611. Half-cheek in a brooch. Profile on a clasp, or buckle. Cf. half- face in K. John, i. I. 92.

625. Baited. Worried; like a baited bear or bull.

628. Come home by me. That is, come home to me.

630. Trojan. The early eds. have "Troyan," as often elsewhere. The word was much used as a term of contempt. See 1 Hen. IV. p. 158.

635. The small. That is, of the leg.

638. Lances. Lancers; as in Lear, v. 3. 50: "our impress'd lances," etc.

640. A gilt nutmeg. Mentioned by B. J. in his Christmas Masque as a present (Steevens). The 1st quarto has "gift" for gilt. An orange or lemon, stuck with cloves, was a common new-year's gift.

647. Breathed. Endowed with breath, or "wind." Cf. A. and C. iii. 13. 178: "treble-sinew'd, hearted, breath'd." For fight ye (Rowe's reading) the early eds. have "fight; yea."

655, 656. When he breathed ... man. From the 1st quarto; not in the folios.

657. After this line Capell gives the stage-direction, "Biron steps to Costard and whispers him;" that is, putting him up to the trick on Armado.

662. This Hector, etc. After this speech Coll. gives, from his MS., the stage-direction "Re-enter Costard, in haste, unarmed;" not noted in the Camb. ed. Coll. remarks: "Unless he had gone out, it is not easy to see how he had obtained the information he brings." D., who adopts Capell's stage-direction at 657 just above, has here "Costard (suddenly coming from behind). The party is gone," etc. W., who makes Costard leave at 582 above, has at 657 "Birone goes out" and here " Enter COSTARD hastily and unarmed, and BIRONE after him." It is doubtful just how the trick was meant to be managed, and any one of the ways suggested by the editors would do well enough on the stage. It could safely be left to the actors without any stage-direction, as in the Camb. ed.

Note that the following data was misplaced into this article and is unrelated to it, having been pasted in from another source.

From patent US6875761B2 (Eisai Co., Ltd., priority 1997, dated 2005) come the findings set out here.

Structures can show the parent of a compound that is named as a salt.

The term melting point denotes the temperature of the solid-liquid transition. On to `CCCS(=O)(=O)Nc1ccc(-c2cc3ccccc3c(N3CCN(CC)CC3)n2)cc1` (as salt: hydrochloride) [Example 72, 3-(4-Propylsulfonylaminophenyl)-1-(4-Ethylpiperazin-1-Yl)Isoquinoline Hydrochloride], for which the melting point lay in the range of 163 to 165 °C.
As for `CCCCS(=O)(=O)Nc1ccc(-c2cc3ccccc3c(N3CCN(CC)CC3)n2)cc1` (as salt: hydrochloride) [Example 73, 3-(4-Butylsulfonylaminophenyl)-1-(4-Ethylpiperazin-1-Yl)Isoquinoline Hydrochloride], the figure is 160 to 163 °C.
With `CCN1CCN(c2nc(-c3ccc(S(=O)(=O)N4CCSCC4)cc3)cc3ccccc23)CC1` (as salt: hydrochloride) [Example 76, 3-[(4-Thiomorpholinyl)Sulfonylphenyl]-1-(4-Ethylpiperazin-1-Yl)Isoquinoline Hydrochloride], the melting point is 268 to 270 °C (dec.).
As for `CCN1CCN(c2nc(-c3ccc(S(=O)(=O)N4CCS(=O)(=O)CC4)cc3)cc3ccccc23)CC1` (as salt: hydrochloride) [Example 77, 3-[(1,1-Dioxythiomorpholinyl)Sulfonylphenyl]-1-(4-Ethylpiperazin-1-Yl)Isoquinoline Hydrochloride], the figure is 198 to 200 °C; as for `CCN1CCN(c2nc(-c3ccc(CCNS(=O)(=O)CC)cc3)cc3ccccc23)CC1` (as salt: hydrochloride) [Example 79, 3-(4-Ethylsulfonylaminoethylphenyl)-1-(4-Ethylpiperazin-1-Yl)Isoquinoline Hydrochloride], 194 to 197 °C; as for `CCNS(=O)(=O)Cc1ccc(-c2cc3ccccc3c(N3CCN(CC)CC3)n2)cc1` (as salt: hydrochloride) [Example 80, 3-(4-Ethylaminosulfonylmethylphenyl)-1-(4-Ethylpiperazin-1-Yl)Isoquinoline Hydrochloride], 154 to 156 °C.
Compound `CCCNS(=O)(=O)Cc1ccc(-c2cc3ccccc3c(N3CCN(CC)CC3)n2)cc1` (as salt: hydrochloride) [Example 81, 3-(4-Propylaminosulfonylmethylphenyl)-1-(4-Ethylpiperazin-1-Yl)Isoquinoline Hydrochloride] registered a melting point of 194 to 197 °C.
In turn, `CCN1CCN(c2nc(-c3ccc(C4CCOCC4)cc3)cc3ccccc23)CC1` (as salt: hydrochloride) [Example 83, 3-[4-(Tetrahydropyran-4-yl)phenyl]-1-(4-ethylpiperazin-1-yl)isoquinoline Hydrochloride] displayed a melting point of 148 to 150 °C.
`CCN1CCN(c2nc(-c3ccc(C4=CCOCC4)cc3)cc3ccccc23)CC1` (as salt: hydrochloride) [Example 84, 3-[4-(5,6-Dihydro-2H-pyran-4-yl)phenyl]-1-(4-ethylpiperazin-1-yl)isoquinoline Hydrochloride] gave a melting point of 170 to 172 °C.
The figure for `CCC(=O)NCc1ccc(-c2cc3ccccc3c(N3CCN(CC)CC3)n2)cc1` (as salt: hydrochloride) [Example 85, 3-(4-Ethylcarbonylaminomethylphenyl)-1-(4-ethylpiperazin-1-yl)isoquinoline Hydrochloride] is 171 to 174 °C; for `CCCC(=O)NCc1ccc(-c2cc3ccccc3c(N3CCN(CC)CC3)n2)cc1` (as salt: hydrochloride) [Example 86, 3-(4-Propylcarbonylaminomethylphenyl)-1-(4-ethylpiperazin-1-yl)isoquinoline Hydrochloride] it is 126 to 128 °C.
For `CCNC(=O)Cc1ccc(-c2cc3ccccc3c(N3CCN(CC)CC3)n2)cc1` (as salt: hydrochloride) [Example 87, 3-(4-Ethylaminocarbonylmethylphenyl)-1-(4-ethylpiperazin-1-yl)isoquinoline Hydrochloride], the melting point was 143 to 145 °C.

663. The party is gone. Printed in italics as a stage-direction in the early eds.

671. Quick by him. There is a play on quick = alive. See Hen. V. p. 156, and cf. Acts, x. 42, etc.

678. More Ates. "That is, more instigation. Ate was the mischievous goddess that incited bloodshed" (Johnson). Cf. Much Ado, p. 132.

684. Fight with a pole, etc. That is. with the quarter-staff, a long pole in the use of which the men of the North of England were skilful.

685. I pray you. The 1st quarto has "bepray."

686. My arms. "The weapons and armour which he wore in his character of Pompey" (Johnson).

690. Let me take you, etc. "Perhaps = let me speak without ceremony" (Schmidt).

700. Woolward. That is, With woollen next to the skin, or without linen. Grey quotes Stowe's Annals: "he went woolvvard and barefooted to many churches, in every of them to pray to God for help in his blindness." Farmer adds from Lodge's Incarnate Devils, 1596: "His common course is to go always untrust [untrussed]; except when his shirt is a washing, and then he goes woolward."

713. I have seen, etc. "Armado means to say in his affected style, that he had discovered that he was wronged, and was determined to right himself as a soldier" (Mason). "One may see day at a little hole" is found in Ray's Proverbs. Through the little hole of discretion may be = "though discreetly forbearing from righting myself until I can do it with dignity," as Steevens and Clarke explain it.

723. Liberal. Too free, over-bold. It is used in a yet stronger sense in Much Ado, iv. i. 93: "a liberal villain," etc. See our ed. p. 154, or Haml. p. 258.